The Cowboys have always been known as a class organization; it's something that you consistently hear from current players, draft prospects and free agent visitors. Today was no different, as owner Jerry Jones and head coach Jason Garrett opened up their press conference with kind words towards two entities not related to their 2014 roster.
Jerry Jones took the time to acknowledge both Cowboys legend Robert Newhouse, who passed away earlier this week, and Broncos owner Pat Bowlen, who will step down due to his battle with Alzheimer's. It was precisely the type of things that classy organizations do.
The Cowboys have also been known for press conferences that have a whole lot of words and not a lot of substance. Those in attendance got a lot of that, as well, as the Cowboys begin a camp with 47 players that have never been on a Cowboys roster before. That's over half of their roster, and a lot of change.
The State of the Team address that is the annual kickoff to training camp has given us memorable moments in the past, like Jones declaring how he wants him some "Glory Hole", referring to the glory days of the past, when the team was winning Super Bowls. For some reason though, Jones using the word fungible, correctly, seems to have tickled the fancy of the collection of people whose profession it is utilize the far reaches of the English language.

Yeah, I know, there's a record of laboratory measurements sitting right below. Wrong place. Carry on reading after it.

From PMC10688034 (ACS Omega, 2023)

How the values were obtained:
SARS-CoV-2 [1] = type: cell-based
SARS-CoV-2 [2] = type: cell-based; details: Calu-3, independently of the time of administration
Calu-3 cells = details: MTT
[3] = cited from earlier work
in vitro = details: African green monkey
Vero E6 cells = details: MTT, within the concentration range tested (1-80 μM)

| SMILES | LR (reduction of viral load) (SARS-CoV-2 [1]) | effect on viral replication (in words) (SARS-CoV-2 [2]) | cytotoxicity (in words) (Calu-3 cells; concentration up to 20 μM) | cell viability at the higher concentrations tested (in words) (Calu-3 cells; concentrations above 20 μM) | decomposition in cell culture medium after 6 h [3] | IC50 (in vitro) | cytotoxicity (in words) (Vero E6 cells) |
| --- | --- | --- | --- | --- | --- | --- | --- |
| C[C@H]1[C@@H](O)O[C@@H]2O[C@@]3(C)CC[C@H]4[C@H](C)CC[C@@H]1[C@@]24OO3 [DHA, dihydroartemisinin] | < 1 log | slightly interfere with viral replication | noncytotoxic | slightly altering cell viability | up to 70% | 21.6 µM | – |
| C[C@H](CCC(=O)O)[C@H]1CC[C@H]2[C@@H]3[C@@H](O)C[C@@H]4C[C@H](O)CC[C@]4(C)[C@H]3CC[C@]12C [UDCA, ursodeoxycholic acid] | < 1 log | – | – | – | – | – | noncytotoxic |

Jones used 'fungible' to describe the money saved by releasing Kyle Orton; saying it is not just a one-to-one, dollar-for-dollar exchange that can be used to extend Dez Bryant or Tyron Smith. Jones' point was that the $3.25 million saved might mean they could add an extra $1 million in Bryant's extension up front so that they don't have to prorate as much signing bonus, or something along those lines. For those cap-inclined, it was a great, financial point being made, but being lost in the obsession over Jerry-speak. More on Orton later.
When asked about another former Cowboys quarterback, Jones gave a ringing endorsement. Head coach Jason Garrett is entering the final year of his contract. When asked about his status, the owner quickly replied, "In terms of the record of this team, this is not a make or break year for Jason or members of this staff."
Garrett indicated that the only players currently on the 90 man roster that weren't expected to take part in the early days of training camp were Anthony Spencer and Amobi Okoye. Of course, the most important of those 90 is quarterback Tony Romo, who is recovering from off-season back surgery.
When asked about Romo's status for full-go activities and drills, Garrett replied, "we anticipate him being ready to go for all aspects."
All of the players that were held out of the competitive portions of the OTAs and minicamps, such as Matt Johnson, Devonte Holloman and George Selvie, appear ready to go for tomorrow's first practice.